Medical & Dental

Scientists 3D print new and improved breast cancer-treating radiotherapy antennas

Researchers at North Carolina State University have utilized 3D printing to develop more comfortable radiation-receiving antennas for cancer patients to wear during microwave breast hyperthermia procedures. 

Compared to mainstream radiotherapy gear, the team’s flexible new receiver is less bulky and can be printed into patient-specific geometries, allowing it to reduce discomfort in the course of treatment. By tweaking their antenna’s level of infill, the scientists also found they were able to adjust its dielectric constant, optimizing its performance for different levels of exposure via an electromagnetic (EM) simulator. 

A diagram of the scientists' 3D printed radiotherapy antenna. Image via the International Journal of Interdisciplinary Research.
A diagram of the scientists’ 3D printed radiotherapy antenna. Image via the International Journal of Interdisciplinary Research.

Making radiotherapy more palatable 

Microwave breast hyperthermia is a type of cancer treatment, in which affected tissues are exposed locally to a highly-focused EM radiation beam that impairs malignant cells by thermal ablation. While the procedure is non-invasive, it currently requires the use of heavy antennas, which make an already-unpalatable treatment even less comfortable for patients.  

In the past, significant research has been conducted into wearable alternatives, but these have largely been confined to manually-produced textiles or unwieldy water-cooled devices. Over the last few years, however, scientists have increasingly adopted 3D printing to more rapidly produce antennas, which boast enhanced flexibility and therefore patient comfort than many conventional designs.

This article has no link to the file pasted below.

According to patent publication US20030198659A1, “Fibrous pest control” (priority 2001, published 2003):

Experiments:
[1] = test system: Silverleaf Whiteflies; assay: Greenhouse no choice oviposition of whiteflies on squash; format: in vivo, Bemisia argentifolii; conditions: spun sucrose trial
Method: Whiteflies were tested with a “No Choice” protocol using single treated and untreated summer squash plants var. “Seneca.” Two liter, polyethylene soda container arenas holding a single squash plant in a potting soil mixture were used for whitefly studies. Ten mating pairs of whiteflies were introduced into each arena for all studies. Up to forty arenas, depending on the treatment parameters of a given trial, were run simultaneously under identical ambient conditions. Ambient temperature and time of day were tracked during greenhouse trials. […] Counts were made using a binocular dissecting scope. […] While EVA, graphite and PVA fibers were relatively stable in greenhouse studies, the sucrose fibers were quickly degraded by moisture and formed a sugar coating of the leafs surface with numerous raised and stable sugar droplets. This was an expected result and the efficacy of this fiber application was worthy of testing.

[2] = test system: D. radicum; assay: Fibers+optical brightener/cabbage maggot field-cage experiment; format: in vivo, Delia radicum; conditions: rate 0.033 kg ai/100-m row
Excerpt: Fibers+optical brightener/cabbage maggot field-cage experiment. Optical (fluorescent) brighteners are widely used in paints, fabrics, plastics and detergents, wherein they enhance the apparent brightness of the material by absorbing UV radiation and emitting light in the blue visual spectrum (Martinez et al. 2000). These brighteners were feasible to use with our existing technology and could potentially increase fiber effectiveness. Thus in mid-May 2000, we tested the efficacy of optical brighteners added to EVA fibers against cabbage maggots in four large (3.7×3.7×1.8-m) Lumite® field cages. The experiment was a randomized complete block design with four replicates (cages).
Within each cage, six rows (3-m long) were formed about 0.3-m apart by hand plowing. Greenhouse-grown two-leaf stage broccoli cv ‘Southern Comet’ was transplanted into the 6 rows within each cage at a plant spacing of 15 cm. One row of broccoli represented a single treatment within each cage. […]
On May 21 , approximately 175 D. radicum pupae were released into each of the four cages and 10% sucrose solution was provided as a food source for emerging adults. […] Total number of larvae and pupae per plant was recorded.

Similarly, in their own previous research, the North Carolina team have found that they can improve the antenna gain of cotton devices by raising their porosity. Now going one step further, the researchers hypothesize that it could be possible to manipulate the infill of receivers even more, so that they’re not just comfortable, but feature optimized heating performance and cancer-fighting efficacy. 

A diagram of the scientists' testing procedure. Image via the International Journal of Interdisciplinary Research.
A diagram of the scientists’ testing procedure. Image via the International Journal of Interdisciplinary Research.

Fabricating radiation receivers  

Given that adjusting the dielectric properties of antennas is critical to optimizing their performance, the scientists set about establishing exactly how they’re affected by their level of infill. To accomplish this, the team used a Luzbot Taz 6 FDM 3D printer to produce three different TPU-based devices, which featured varying volume percentages of 40%, 70% and 100%. 

Composed of a conductive patch mounted onto a dielectric substrate, the researchers’ antennas featured a 3 mm-thick TPU top-layer, to prevent them from making direct contact with a patient’s skin. During usage, the devices’ patches are theoretically capable of relaying microwave radiation towards the center of naturally-hemispheric breast tissues, heating cancerous cells up to 39–45 °C and rendering them inert.